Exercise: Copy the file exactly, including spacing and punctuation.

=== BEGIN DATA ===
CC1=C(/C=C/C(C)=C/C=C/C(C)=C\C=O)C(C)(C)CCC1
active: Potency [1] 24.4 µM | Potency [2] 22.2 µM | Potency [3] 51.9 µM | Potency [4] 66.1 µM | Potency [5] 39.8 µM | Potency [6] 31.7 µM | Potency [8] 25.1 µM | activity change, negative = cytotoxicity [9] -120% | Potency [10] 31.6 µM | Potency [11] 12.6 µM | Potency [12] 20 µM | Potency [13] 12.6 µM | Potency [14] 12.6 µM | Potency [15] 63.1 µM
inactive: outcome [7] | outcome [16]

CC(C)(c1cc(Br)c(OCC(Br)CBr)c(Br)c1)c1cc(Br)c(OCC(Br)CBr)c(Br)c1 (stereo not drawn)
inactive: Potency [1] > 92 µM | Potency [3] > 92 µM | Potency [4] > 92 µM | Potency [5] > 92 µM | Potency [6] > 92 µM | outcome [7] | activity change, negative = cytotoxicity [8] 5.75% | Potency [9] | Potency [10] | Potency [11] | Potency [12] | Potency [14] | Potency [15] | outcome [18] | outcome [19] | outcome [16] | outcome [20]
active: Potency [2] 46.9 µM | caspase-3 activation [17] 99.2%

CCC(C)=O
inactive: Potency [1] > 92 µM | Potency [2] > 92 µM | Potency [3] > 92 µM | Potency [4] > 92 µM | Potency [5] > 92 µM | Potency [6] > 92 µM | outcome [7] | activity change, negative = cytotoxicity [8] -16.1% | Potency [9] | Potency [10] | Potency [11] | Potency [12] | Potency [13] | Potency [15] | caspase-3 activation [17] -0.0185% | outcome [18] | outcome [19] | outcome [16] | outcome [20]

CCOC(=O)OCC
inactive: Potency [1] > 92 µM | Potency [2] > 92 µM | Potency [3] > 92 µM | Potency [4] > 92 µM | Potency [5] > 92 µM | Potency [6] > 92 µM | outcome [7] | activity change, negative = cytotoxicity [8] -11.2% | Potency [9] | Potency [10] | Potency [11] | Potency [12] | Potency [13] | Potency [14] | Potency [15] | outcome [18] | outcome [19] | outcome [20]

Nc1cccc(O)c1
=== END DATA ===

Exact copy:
CC1=C(/C=C/C(C)=C/C=C/C(C)=C\C=O)C(C)(C)CCC1
active: Potency [1] 24.4 µM | Potency [2] 22.2 µM | Potency [3] 51.9 µM | Potency [4] 66.1 µM | Potency [5] 39.8 µM | Potency [6] 31.7 µM | Potency [8] 25.1 µM | activity change, negative = cytotoxicity [9] -120% | Potency [10] 31.6 µM | Potency [11] 12.6 µM | Potency [12] 20 µM | Potency [13] 12.6 µM | Potency [14] 12.6 µM | Potency [15] 63.1 µM
inactive: outcome [7] | outcome [16]

CC(C)(c1cc(Br)c(OCC(Br)CBr)c(Br)c1)c1cc(Br)c(OCC(Br)CBr)c(Br)c1 (stereo not drawn)
inactive: Potency [1] > 92 µM | Potency [3] > 92 µM | Potency [4] > 92 µM | Potency [5] > 92 µM | Potency [6] > 92 µM | outcome [7] | activity change, negative = cytotoxicity [8] 5.75% | Potency [9] | Potency [10] | Potency [11] | Potency [12] | Potency [14] | Potency [15] | outcome [18] | outcome [19] | outcome [16] | outcome [20]
active: Potency [2] 46.9 µM | caspase-3 activation [17] 99.2%

CCC(C)=O
inactive: Potency [1] > 92 µM | Potency [2] > 92 µM | Potency [3] > 92 µM | Potency [4] > 92 µM | Potency [5] > 92 µM | Potency [6] > 92 µM | outcome [7] | activity change, negative = cytotoxicity [8] -16.1% | Potency [9] | Potency [10] | Potency [11] | Potency [12] | Potency [13] | Potency [15] | caspase-3 activation [17] -0.0185% | outcome [18] | outcome [19] | outcome [16] | outcome [20]

CCOC(=O)OCC
inactive: Potency [1] > 92 µM | Potency [2] > 92 µM | Potency [3] > 92 µM | Potency [4] > 92 µM | Potency [5] > 92 µM | Potency [6] > 92 µM | outcome [7] | activity change, negative = cytotoxicity [8] -11.2% | Potency [9] | Potency [10] | Potency [11] | Potency [12] | Potency [13] | Potency [14] | Potency [15] | outcome [18] | outcome [19] | outcome [20]

Nc1cccc(O)c1